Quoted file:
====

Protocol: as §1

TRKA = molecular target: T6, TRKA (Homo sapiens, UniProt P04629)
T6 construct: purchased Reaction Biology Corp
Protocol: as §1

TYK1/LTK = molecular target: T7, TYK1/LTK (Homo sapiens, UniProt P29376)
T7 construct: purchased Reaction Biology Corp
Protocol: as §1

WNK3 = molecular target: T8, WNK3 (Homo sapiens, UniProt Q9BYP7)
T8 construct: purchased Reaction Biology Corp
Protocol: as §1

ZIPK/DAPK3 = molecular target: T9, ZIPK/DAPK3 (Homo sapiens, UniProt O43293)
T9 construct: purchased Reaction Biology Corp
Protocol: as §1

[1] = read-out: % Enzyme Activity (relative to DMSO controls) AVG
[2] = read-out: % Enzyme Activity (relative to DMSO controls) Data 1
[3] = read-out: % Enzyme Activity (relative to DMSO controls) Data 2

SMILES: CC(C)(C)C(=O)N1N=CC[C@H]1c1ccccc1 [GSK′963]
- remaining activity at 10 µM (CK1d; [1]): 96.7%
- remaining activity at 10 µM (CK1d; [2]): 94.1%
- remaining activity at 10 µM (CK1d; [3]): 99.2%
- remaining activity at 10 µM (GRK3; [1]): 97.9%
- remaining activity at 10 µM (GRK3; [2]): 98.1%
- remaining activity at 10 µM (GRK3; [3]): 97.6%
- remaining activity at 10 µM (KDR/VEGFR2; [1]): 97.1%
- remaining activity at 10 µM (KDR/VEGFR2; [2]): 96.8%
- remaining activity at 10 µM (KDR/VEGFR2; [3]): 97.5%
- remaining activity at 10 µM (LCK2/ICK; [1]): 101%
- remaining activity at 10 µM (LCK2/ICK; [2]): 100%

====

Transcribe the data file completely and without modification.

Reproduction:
Protocol: as §1

TRKA = molecular target: T6, TRKA (Homo sapiens, UniProt P04629)
T6 construct: purchased Reaction Biology Corp
Protocol: as §1

TYK1/LTK = molecular target: T7, TYK1/LTK (Homo sapiens, UniProt P29376)
T7 construct: purchased Reaction Biology Corp
Protocol: as §1

WNK3 = molecular target: T8, WNK3 (Homo sapiens, UniProt Q9BYP7)
T8 construct: purchased Reaction Biology Corp
Protocol: as §1

ZIPK/DAPK3 = molecular target: T9, ZIPK/DAPK3 (Homo sapiens, UniProt O43293)
T9 construct: purchased Reaction Biology Corp
Protocol: as §1

[1] = read-out: % Enzyme Activity (relative to DMSO controls) AVG
[2] = read-out: % Enzyme Activity (relative to DMSO controls) Data 1
[3] = read-out: % Enzyme Activity (relative to DMSO controls) Data 2

SMILES: CC(C)(C)C(=O)N1N=CC[C@H]1c1ccccc1 [GSK′963]
- remaining activity at 10 µM (CK1d; [1]): 96.7%
- remaining activity at 10 µM (CK1d; [2]): 94.1%
- remaining activity at 10 µM (CK1d; [3]): 99.2%
- remaining activity at 10 µM (GRK3; [1]): 97.9%
- remaining activity at 10 µM (GRK3; [2]): 98.1%
- remaining activity at 10 µM (GRK3; [3]): 97.6%
- remaining activity at 10 µM (KDR/VEGFR2; [1]): 97.1%
- remaining activity at 10 µM (KDR/VEGFR2; [2]): 96.8%
- remaining activity at 10 µM (KDR/VEGFR2; [3]): 97.5%
- remaining activity at 10 µM (LCK2/ICK; [1]): 101%
- remaining activity at 10 µM (LCK2/ICK; [2]): 100%